The gap between homeowner home value perceptions and appraisal values continued to improve in March, according to the National Home Price Perception Index released by Quicken Loans.The index found
The Ultimate Guide To Funky Home Smells
By Margaret Heidenry | Mar 30, 2017
There are two definitions of funky: 1) something that's cool, and 2) something that smells bad. For our purposes, we'll be talking about the latter—and the tragic consequences if this stench is emanating from your home.
The problem is, you may be so accustomed to your home's smell that you don't even notice when your guests are knocked off their feet when they enter your home. And whether you're just entertaining or are hoping to sell your home, off-putting smells can be a huge turnoff, even if your home is immaculate otherwise. To help, here's your ultimate guide to all the odors that can assail your home and how to get rid of them once and for all.
What to do: Purge your refrigerator on a regular basis, and clean the shelves and drawers to remove rotten spilled liquid. Yes, this is gross. Do it.
"Use distilled white vinegar or hydrogen peroxide and a microfiber cloth," says cleaning expert Leslie Reichert. To rid your sink of stink, clear rotting food from the blades of your garbage disposal by putting ice cubes down it with some salt and frozen lemon peels.
Cause: The most common nose-crinkling smells in a home are caused by the furry friends that live with us, usually because they don't always relieve themselves where they should. Odors can also be due to a lingering stench on animal fur, says Frank Lesh, executive director of the American Society of Home Inspectors.
What to do: If a cat or dog uses a carpet as a toilet, use a pet enzyme removal product such as Resolve on the offending area to remove all trace of the scent and find an effective way to deter your pet from a repeat performance in a spot it may consider its own.
For litter boxes, sprinkling a bit of baking soda can work wonders. If shedding is your nemesis, vacuuming the fur (off the floor and furniture) and spot-deodorizing should do the trick.
If all of the above do not work, removal of the offending furniture or rug is often the only way to resolve the issue, says Lesh.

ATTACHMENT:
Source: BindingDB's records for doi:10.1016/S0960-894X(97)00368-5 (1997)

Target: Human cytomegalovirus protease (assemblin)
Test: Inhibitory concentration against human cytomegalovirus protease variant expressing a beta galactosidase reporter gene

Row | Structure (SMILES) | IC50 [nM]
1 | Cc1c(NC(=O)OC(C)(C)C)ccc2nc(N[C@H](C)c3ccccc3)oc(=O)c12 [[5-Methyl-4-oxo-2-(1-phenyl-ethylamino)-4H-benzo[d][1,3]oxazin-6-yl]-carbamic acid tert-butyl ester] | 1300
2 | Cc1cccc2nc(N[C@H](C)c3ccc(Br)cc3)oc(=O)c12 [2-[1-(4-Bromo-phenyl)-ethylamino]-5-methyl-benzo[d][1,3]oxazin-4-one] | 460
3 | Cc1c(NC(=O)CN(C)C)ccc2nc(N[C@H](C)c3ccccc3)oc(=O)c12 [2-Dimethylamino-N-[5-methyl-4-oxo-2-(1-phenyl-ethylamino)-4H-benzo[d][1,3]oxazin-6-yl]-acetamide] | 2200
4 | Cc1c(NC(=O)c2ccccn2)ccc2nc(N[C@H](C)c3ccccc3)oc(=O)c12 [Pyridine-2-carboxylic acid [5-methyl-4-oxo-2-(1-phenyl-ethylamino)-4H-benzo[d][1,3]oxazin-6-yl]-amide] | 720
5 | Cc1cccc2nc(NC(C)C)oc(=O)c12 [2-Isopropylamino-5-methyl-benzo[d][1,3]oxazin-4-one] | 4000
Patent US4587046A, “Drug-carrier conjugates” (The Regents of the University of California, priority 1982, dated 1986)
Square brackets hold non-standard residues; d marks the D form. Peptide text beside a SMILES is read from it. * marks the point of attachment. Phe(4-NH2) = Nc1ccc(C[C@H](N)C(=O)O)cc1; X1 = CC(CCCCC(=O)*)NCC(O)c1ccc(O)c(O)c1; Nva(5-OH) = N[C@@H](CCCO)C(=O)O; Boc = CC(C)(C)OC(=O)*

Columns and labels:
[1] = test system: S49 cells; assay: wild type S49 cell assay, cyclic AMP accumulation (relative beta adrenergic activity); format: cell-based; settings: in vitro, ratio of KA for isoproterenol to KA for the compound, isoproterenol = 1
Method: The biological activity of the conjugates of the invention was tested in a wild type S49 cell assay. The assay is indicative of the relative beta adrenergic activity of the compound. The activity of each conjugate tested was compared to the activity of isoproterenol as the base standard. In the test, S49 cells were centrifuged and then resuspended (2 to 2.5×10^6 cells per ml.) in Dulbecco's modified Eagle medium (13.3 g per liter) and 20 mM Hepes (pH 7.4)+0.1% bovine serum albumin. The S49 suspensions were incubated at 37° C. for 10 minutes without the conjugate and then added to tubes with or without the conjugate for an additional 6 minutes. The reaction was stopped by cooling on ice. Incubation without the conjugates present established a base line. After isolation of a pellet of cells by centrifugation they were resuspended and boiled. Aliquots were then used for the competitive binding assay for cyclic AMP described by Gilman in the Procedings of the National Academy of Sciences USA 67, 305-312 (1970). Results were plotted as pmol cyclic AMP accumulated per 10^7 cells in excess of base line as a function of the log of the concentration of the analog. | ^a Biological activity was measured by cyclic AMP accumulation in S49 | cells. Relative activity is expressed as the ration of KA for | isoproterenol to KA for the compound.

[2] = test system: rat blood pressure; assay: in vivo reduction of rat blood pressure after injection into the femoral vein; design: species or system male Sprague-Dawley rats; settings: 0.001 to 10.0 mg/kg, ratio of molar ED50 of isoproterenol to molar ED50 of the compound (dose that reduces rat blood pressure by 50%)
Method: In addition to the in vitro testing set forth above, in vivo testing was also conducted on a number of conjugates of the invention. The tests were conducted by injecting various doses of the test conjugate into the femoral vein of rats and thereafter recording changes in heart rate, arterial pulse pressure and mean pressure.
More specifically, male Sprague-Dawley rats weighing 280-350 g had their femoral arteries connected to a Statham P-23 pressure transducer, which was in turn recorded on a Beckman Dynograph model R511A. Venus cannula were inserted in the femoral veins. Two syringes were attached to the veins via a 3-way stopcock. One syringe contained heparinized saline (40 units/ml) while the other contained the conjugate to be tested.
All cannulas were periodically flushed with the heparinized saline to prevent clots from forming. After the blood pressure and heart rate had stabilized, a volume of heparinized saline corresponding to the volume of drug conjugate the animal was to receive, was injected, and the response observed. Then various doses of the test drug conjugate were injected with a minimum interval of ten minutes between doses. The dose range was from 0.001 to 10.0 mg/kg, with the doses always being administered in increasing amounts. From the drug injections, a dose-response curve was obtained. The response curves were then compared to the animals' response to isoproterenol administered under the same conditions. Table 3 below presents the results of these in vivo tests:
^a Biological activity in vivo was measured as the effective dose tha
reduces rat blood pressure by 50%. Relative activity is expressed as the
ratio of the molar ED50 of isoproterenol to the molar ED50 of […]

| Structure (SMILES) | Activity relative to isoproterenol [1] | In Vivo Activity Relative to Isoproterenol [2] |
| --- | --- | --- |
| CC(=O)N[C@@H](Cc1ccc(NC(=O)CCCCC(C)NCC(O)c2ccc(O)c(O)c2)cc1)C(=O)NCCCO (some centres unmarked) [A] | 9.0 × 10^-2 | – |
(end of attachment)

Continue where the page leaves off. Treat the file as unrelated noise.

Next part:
Cause: Think of carpets as large sponges that absorb all the smells in your home—from pet odors to sweaty feet to pungent cooking, and beyond.
What to do: For large olfactory challenges, call in a steam cleaner. For smaller yet troublesome areas, put some cheap vodka in a spray bottle and lightly mist the carpeting.
"When the vodka evaporates, it will take the smells with it," Reichert says.
Cause: Your air conditioner dehumidifies the air as it cools, but stagnant water can collect in an AC unit, allowing mold and mildew to grow in the lingering moisture. This can result in a smell similar to sweaty extremities wafting from air vents, says Richard Ciresi, a multiple-unit franchisee of Aire Serv in Louisville, KY. And, in addition, if someone in your home smokes, the fumes can get pulled into the condenser coil and recycled into your home every time you run the AC, says Ciresi.
What to do: A quick cleaning and repair to help excess water drain properly should remedy a mildew issue. Since a dirty filter can also harbor mold growth, replace filters regularly. To banish lingering smoke smells, clean the coil.
Cause: Water's the culprit! "Basement smell" can severely affect the structural integrity of your home as well as your health. Although water can accumulate anywhere, areas where dampness tends to hide include the attic, basement, and bathrooms.
"If you have a water leak behind a wall or under a floor, wood rot may occur along with mold and mildew odors," says Lesh.
What to do: Finding small leaks early can help prevent serious water damage and offending stenches.
"I recommend looking at the underside of the attic roof at least twice a year or after heavy rain/snowfall in the spring," says Lesh. In a basement or crawl space, water accumulation is often caused by poor drainage from the roof. Keep your gutters clean and the downspouts flowing away from the foundation. And always dry out damp areas with a humidifier.
Burnt ... something
Cause: You may smell a truly weird odor the first time you fire up your furnace in the fall. But relax, it's typically from the accumulated dirt that falls into the floor ducts, says Lesh. This scent may permeate the entire house for a while when the debris first heats up.
What to do: Simple—clean the ducts before you turn your heat on each year.
A general stale scent
Cause: Stagnant air holds on to dust, dander, and dust mites.
"This usually happens in the summer and winter as we all keep our homes closed up because of air conditioning and heating," says Reichert.
What to do: You can battle stale air just by opening a few windows once a week to increase air flow.
"Your home needs to have the air exchanged; and if you open some windows, you allow fresh air into the house and remove those stale odors," says Reichert.
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